In 2010, upward of 20,000 walrus were counted near Point Lay, an Eskimo village 300 miles southwest of Barrow. In 2011, 5.000 walruses were spotted north of Point Lay and 3,000 more a short distance away.
The U.S. Fish and Wildlife Service last year added walrus to the "warranted but precluded" list, deciding that the animals need additional protections but could not be listed because other species were a higher priority. A legal settlement requires a decision by 2017.
Researchers, meanwhile, will continue investigating whether walrus gathered on the coast will deplete nearshore food resources, which are typically less bountiful for walrus than offshore areas, or if a toll will be taken on the health of females and calves that have to forage farther for food.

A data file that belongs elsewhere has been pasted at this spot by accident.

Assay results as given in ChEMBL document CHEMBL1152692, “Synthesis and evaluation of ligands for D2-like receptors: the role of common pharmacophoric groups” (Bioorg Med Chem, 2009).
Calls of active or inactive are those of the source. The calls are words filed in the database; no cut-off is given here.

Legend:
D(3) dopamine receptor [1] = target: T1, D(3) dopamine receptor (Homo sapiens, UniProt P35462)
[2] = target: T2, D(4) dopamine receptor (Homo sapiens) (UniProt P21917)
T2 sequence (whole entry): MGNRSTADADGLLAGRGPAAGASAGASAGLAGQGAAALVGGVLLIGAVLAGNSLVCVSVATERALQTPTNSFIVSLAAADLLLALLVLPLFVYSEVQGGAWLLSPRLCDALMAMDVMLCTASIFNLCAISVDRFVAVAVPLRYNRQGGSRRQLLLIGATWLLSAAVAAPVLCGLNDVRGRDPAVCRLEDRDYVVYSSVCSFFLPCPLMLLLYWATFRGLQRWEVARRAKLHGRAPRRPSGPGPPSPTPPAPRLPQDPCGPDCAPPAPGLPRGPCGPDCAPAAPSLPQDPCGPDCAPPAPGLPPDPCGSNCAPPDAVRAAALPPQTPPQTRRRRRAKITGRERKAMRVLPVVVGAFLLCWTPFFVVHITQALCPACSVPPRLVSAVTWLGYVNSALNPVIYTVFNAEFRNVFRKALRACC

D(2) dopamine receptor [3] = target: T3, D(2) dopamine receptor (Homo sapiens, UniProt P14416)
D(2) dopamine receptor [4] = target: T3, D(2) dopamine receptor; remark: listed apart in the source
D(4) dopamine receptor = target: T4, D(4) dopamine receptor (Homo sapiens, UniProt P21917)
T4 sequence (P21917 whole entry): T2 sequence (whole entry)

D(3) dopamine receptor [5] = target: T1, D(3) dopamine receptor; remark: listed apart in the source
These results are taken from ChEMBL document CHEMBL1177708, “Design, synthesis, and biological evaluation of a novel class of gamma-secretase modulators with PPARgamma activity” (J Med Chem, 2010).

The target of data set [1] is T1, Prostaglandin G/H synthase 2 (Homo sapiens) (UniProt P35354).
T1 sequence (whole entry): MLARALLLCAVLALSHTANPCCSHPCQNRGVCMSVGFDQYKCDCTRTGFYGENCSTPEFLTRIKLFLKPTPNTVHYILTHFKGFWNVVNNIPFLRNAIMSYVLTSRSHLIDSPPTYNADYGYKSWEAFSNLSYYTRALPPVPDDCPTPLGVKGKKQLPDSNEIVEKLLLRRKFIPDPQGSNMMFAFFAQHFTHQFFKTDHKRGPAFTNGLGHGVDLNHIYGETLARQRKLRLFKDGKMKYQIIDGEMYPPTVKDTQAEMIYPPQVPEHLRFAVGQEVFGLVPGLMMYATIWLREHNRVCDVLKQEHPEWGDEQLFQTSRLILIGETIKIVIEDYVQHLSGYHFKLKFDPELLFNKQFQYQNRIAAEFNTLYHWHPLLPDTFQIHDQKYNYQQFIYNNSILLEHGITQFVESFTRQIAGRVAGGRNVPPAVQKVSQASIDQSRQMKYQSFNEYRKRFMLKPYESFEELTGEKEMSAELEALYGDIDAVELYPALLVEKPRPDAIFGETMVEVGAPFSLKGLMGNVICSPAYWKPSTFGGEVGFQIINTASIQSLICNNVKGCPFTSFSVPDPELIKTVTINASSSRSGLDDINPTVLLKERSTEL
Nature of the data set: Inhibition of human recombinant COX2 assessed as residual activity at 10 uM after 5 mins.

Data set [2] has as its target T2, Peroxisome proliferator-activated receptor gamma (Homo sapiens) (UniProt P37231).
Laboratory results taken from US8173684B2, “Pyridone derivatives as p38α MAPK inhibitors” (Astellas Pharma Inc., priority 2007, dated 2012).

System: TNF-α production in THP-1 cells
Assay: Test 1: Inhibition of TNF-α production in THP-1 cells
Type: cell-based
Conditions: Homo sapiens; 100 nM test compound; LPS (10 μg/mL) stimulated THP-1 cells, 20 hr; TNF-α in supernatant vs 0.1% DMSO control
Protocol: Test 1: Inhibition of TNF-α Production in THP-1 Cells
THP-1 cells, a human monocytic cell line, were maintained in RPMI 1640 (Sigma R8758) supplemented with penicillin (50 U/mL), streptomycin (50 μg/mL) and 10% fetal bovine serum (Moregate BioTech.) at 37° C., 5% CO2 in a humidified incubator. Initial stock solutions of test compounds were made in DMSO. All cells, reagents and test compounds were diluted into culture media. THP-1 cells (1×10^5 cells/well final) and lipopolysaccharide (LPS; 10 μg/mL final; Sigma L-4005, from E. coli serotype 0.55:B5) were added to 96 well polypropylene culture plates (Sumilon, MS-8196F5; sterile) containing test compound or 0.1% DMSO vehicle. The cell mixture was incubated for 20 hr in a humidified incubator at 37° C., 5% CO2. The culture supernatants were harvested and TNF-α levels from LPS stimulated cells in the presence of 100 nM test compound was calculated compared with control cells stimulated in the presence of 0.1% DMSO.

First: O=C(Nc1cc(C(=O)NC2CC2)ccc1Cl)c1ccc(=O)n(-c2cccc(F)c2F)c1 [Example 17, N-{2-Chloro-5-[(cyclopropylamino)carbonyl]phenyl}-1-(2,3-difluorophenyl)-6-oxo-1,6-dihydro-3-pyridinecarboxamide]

Despite record low ice this year, remnant ice floating off Alaska's northwest allowed walrus to stay offshore. As the climate continues to warm, Jay said, walrus are likely to be back on shore in late summer.
"We expect to see this behavior continue and that period of time when walrus are using coastal haul-outs and are forced to forage in these less-productive waters — we expect that period to continue into the future as we experience more climate warming," he said.